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America's Children in Brief: Key National Indicators of Well-Being, 2016

Behavior Figures

Figure 18: Percentage of 12th-grade students who reported using illicit drugs in the past 30 days by race and Hispanic origin, 1980–2015
Percentage of 12th-grade students who reported using illicit drugs in the past 30 days by race and Hispanic origin, 1980–2015

NOTE: Use of "any illicit drug" includes any use of marijuana, LSD, other hallucinogens, crack, other cocaine, or heroin, or any use of other prescription narcotics, amphetamines, barbiturates, or tranquilizers not under a doctor's orders. Persons of Hispanic origin may be of any race. Data on race and Hispanic origin are collected separately.

SOURCE: National Institute on Drug Abuse, Monitoring the Future Survey.

Figure 19: Percentage of high school students who reported ever having had sexual intercourse by race and Hispanic origin, selected years 1991–2013
Percentage of high school students who reported ever having had sexual intercourse by race and Hispanic origin, selected years 1991–2013

NOTE: Data are based on the student's response to the question "Have you ever had sexual intercourse?" The revised 1997 Office of Management and Budget Standards for Data on Race and Ethnicity were implemented in 2005. Data on race and Hispanic origin are collected separately but are combined for reporting. Students were coded as "Other" if they (1) did not self-report as Hispanic, and (2) selected "American Indian or Alaska Native," "Asian," or "Native Hawaiian or Other Pacific Islander," or selected more than one response to a question on race.

SOURCE: Centers for Disease Control and Prevention, National Center for Chronic Disease Prevention and Health Promotion, Youth Risk Behavior Surveillance System.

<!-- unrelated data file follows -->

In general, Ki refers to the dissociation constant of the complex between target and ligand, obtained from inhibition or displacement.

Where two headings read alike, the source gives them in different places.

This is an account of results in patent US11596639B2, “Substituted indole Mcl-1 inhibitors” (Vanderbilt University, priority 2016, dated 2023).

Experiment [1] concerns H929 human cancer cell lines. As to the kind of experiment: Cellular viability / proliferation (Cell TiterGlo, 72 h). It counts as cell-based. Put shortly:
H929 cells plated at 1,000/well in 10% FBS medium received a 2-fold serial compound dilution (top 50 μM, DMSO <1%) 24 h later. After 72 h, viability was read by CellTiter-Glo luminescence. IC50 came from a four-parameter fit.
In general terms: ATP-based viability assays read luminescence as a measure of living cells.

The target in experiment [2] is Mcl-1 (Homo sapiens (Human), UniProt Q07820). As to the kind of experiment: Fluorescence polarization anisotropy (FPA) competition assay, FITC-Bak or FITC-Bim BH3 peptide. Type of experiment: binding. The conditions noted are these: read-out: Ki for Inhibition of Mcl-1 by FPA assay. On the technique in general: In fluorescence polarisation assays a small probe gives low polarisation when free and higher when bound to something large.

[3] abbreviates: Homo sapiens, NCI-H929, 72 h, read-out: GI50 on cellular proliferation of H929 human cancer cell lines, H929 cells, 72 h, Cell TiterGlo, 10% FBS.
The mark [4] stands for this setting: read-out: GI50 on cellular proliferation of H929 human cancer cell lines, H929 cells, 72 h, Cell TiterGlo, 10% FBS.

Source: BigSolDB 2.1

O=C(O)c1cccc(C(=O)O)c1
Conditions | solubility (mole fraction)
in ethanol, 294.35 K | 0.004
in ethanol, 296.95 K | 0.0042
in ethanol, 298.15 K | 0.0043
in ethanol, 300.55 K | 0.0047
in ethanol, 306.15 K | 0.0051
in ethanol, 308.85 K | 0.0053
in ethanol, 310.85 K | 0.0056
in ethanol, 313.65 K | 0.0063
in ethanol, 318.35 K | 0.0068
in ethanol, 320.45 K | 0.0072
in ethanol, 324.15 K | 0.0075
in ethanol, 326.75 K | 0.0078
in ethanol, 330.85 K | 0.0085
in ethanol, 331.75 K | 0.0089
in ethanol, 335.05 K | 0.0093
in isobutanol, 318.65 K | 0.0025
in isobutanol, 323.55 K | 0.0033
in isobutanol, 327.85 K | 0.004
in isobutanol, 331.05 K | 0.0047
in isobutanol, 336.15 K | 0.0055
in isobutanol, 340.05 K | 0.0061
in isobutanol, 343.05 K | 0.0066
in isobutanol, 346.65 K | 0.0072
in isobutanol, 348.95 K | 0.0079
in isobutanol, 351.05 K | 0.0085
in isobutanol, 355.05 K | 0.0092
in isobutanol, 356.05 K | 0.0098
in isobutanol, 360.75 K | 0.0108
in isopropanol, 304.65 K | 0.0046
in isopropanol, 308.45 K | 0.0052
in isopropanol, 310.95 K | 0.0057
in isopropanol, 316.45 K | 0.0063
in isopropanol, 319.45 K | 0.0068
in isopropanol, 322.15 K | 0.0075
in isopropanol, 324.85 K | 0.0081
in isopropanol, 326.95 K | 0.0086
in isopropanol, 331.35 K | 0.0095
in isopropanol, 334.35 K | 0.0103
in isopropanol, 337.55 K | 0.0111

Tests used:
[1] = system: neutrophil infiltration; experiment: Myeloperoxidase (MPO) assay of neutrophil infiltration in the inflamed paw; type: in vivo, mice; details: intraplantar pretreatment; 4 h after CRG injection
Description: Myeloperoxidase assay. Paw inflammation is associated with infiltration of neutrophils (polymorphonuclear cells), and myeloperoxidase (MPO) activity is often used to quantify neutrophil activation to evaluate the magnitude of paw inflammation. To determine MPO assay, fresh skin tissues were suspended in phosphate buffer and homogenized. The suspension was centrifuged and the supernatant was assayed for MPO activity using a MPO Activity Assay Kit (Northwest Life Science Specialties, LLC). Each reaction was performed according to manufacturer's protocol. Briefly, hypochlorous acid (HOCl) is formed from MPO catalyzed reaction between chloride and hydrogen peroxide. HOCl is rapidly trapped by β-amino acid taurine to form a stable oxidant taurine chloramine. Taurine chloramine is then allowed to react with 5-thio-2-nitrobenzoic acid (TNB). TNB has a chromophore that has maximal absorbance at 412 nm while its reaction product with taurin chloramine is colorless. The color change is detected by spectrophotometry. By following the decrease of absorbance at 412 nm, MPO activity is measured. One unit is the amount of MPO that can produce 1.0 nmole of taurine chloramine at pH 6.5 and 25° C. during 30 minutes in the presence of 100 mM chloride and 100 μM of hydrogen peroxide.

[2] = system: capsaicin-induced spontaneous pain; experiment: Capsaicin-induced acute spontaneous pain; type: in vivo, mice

Figure 20: Percentage of 12th-grade students who reported smoking cigarettes daily in the past 30 days by race and Hispanic origin, 1980–2015
Percentage of 12th-grade students who reported smoking cigarettes daily in the past 30 days by race and Hispanic origin, 1980–2015

NOTE: Persons of Hispanic origin may be of any race. Data on race and Hispanic origin are collected separately.

SOURCE: National Institute on Drug Abuse, Monitoring the Future Survey.

Figure 21: Percentage of 12th-grade students who reported having five or more alcoholic beverages in a row in the past two weeks by race and Hispanic origin, 1980–2015
Percentage of 12th-grade students who reported having five or more alcoholic beverages in a row in the past two weeks by race and Hispanic origin, 1980–2015

NOTE: Persons of Hispanic origin may be of any race. Data on race and Hispanic origin are collected separately.

SOURCE: National Institute on Drug Abuse, Monitoring the Future Survey.

Figure BEH1: Percentage of 8th-, 10th-, and 12th-grade students who reported smoking cigarettes daily in the past 30 days by grade, 1980–2015
Percentage of 8th-, 10th-, and 12th-grade students who reported smoking cigarettes daily in the past 30 days by grade, 1980–2015

NOTE: Data for 10th-graders for 2008 are not included because estimates are considered to be unreliable due to sampling error. See http://www.monitoringthefuture.org/data/09data.html#2009data-drugs.

SOURCE: National Institute on Drug Abuse, Monitoring the Future Survey.

Figure BEH2: Percentage of 8th-, 10th-, and 12th-grade students who reported having five or more alcoholic beverages in a row in the past two weeks by grade, 1980–2015